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Humans, as we are, we may miss a payment or two. The reasons for being unable to pay may include these scenarios: forgot the deadline for payment, running low on finances because of emergencies, or you can’t afford it anymore. Whatever the reasons may be, missing a payment is a mistake you wouldn’t want to commit. Not only will you face expensive penalties, but it has other detrimental consequences.
In this guide, we’ll be talking about how you can minimize or prevent such cases and remedies if you find yourself in a pinch. Moreover, we’ll enumerate the consequences, one-by-one, for you to fully grasp the seriousness of this matter.
What Happens with a Default Payment?
Depending on the company, some would give their clients a grace period of up to five working days to settle their default payment. Default payment happens when a policyholder fails to pay a particular amount on a designated date. During this grace period, the policy stays active—other insurance companies penalize clients who pay their insurances during the grace period. The good thing is you can utilize this grace period should you experience any fortuitous events that render you incapable of paying at the specified date. Plus, the penalty isn’t much of a burden when you are reassured that your policy stays active. Just remember to pay within the specified grace period, and you’re good to go. Most insurance companies notify their clients of their missed payments and a grace period so that they can avoid missing out. If your insurance company isn’t providing a grace period, this might be a more damaging situation. Let’s discuss this further in the next section.
What Happens if You Stop Payments Altogether?
It is understandable to miss a payment. However, if you stop paying for your car insurance despite having grace periods, you’re in for a troubling scenario. This will undoubtedly affect your overall financial situation. Here are five scenarios that will occur once you stop paying for your car insurance.
1. A Cancelled Policy
Following the Insurance Code, otherwise known as Republic Act 10607, insurance companies have the legal right to cancel your policy (no matter how much premiums you’ve paid) due to non-payment of premiums. Before an insurance policy is secured, the insurance company aids a client with his terms and conditions (such as frequency) to guarantee payment. Missed payments are a violation of car insurance’s requirements; as such, this will result in cancellation. But, before doing so, the insurance company is obligated to issue a notice of cancellation to the delinquent client through communication channels like mail or e-mail. The law requires an insurance company to inform the policyholder of a possible reversal if the individual fails to pay his premiums after the indicated grace period.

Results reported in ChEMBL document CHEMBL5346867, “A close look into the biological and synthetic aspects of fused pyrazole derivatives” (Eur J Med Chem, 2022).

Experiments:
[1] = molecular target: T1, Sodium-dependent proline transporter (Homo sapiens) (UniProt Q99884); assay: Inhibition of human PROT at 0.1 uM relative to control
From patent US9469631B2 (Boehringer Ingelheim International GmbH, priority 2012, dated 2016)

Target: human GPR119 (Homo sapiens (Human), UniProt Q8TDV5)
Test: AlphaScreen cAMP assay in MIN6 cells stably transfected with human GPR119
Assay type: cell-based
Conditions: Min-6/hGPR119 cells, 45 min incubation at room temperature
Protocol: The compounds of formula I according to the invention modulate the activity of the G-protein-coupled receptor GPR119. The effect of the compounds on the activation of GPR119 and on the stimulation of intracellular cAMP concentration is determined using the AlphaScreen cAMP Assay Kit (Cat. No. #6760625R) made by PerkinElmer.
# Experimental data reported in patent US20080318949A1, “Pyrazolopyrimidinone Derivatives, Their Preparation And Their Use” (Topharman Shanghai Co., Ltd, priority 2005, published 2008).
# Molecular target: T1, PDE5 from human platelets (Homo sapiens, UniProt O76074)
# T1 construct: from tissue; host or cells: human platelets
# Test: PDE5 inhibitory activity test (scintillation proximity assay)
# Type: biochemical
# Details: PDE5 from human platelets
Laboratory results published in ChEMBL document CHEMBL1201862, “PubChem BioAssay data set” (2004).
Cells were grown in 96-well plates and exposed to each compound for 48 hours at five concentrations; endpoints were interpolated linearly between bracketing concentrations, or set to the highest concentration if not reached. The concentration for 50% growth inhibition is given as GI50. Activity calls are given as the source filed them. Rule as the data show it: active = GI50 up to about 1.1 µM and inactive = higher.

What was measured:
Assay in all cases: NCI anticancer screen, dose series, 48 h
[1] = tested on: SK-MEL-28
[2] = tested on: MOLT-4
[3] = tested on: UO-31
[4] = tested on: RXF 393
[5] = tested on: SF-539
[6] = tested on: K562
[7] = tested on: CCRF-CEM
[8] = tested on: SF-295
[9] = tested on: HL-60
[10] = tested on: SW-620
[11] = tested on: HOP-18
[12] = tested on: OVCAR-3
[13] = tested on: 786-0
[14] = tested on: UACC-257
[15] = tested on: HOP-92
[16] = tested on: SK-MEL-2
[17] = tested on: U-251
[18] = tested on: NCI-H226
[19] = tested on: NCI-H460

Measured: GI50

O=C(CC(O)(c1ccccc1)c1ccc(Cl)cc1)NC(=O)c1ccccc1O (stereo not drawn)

2. An Uninsured Car
As a result of a policy’s cancellation, you’re driving an uninsured car. What does this mean? You and your vehicle are unprotected in events of accidents or an unfortunate incident. Without a policy, you’re bound to spend a hefty sum of money for repairs, medical bills, damages, and other expenditures from your pocket. Imagine how much help it would be to have an active policy if any fortuitous event occurs. Plus, despite having paid a considerable amount on your premiums, the insurance company won’t honor it since you’ve lapsed your policy. What’s more, for extreme cases that your car is damaged, you may not afford repair costs. Such financial loss is detrimental to your money situation. In unfortunate cases of damages to property, injury, or death, you may go to jail, and you’re obligated to pay for the costs.
3. A Repossessed Car
Did you acquire your dream car through the aid of an auto loan? If you did, chances are, one of their requirements is for you to have an active car insurance policy. A cancelled policy is a red flag for most banking institutions and financing organizations. When your policy is cancelled, they might repossess your vehicle. Just imagine how much of a shame it is for you to have your dream car in your possession now, only to give it away from the next.
4. A Drop on Your Credit Score
As you start to avail of financing options, your credit score gradually builds up. Your diligence in paying loans, along with your financial health, makes up your credit score. Default payments and stopping payments altogether negatively affects your credit score. A negative credit score will make it hard for you to avail of financing aids because you may appear as a delinquent borrower. In cases of family emergencies and when you need it most, you’ll have a hard time obtaining cash. What’s more, a negative credit score makes it critical for you to avail of financing options like housing loans, credit cards, or another auto loan.
5. An Increase on Your Insurance Premiums
Some individuals wrongly assume that skipping out on regular premium payments is a method for minimizing expenses. Little do these people know that it’s more expensive to miss on payments. Aside from the numerous penalties, you’ll get tagged as a high-risk client by lenders, financial institutions, and banks. Being a high-risk client will automatically make your premiums more expensive than what regular payers have. A high-risk client is someone with a past history of delinquent payments. This means that a financing institution doesn’t trust you to commit and make timely payments fully.
We hope that this guide was able to answer all of your questions regarding what will happen in cases of default payments. Your car insurance is a valuable financial cushion that you can rely on in cases of emergencies. To maintain it, regular payments must be made. If you are in a pinch right now and need help with financial concerns, you can apply for a loan by downloading the [My Home Credit app](https://revamp-pilot.homecredit.ph/Download-Home-Credit) on Google Play Store.